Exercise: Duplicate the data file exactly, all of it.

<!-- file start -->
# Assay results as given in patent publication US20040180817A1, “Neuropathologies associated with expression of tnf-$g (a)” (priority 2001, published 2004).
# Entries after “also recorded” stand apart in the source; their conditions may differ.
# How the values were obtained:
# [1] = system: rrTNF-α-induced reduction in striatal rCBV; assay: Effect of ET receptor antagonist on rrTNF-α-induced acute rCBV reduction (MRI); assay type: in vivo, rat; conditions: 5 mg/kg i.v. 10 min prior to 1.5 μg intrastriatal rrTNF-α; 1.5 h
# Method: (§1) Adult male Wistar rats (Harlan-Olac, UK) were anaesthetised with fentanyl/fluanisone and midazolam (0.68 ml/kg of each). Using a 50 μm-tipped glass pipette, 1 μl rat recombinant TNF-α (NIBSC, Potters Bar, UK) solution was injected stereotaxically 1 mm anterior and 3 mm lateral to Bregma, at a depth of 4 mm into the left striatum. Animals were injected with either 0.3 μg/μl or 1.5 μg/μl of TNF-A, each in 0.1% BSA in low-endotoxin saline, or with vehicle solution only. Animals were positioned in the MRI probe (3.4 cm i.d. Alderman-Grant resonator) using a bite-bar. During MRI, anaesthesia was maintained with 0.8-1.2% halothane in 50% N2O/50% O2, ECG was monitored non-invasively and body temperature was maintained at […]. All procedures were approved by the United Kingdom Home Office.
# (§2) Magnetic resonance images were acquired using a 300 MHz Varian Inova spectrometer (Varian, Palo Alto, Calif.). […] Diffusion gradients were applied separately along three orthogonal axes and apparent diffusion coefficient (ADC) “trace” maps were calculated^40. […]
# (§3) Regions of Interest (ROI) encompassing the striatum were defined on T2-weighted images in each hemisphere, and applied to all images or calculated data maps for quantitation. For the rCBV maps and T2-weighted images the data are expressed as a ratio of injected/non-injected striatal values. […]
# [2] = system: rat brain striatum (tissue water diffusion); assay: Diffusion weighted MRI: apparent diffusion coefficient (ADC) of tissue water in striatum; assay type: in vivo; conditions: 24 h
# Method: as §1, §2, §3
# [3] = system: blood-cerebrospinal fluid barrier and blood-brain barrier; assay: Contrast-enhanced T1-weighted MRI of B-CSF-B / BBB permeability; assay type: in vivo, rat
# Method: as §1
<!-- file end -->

# Assay results as given in patent publication US20040180817A1, “Neuropathologies associated with expression of tnf-$g (a)” (priority 2001, published 2004).
# Entries after “also recorded” stand apart in the source; their conditions may differ.
# How the values were obtained:
# [1] = system: rrTNF-α-induced reduction in striatal rCBV; assay: Effect of ET receptor antagonist on rrTNF-α-induced acute rCBV reduction (MRI); assay type: in vivo, rat; conditions: 5 mg/kg i.v. 10 min prior to 1.5 μg intrastriatal rrTNF-α; 1.5 h
# Method: (§1) Adult male Wistar rats (Harlan-Olac, UK) were anaesthetised with fentanyl/fluanisone and midazolam (0.68 ml/kg of each). Using a 50 μm-tipped glass pipette, 1 μl rat recombinant TNF-α (NIBSC, Potters Bar, UK) solution was injected stereotaxically 1 mm anterior and 3 mm lateral to Bregma, at a depth of 4 mm into the left striatum. Animals were injected with either 0.3 μg/μl or 1.5 μg/μl of TNF-A, each in 0.1% BSA in low-endotoxin saline, or with vehicle solution only. Animals were positioned in the MRI probe (3.4 cm i.d. Alderman-Grant resonator) using a bite-bar. During MRI, anaesthesia was maintained with 0.8-1.2% halothane in 50% N2O/50% O2, ECG was monitored non-invasively and body temperature was maintained at […]. All procedures were approved by the United Kingdom Home Office.
# (§2) Magnetic resonance images were acquired using a 300 MHz Varian Inova spectrometer (Varian, Palo Alto, Calif.). […] Diffusion gradients were applied separately along three orthogonal axes and apparent diffusion coefficient (ADC) “trace” maps were calculated^40. […]
# (§3) Regions of Interest (ROI) encompassing the striatum were defined on T2-weighted images in each hemisphere, and applied to all images or calculated data maps for quantitation. For the rCBV maps and T2-weighted images the data are expressed as a ratio of injected/non-injected striatal values. […]
# [2] = system: rat brain striatum (tissue water diffusion); assay: Diffusion weighted MRI: apparent diffusion coefficient (ADC) of tissue water in striatum; assay type: in vivo; conditions: 24 h
# Method: as §1, §2, §3
# [3] = system: blood-cerebrospinal fluid barrier and blood-brain barrier; assay: Contrast-enhanced T1-weighted MRI of B-CSF-B / BBB permeability; assay type: in vivo, rat
# Method: as §1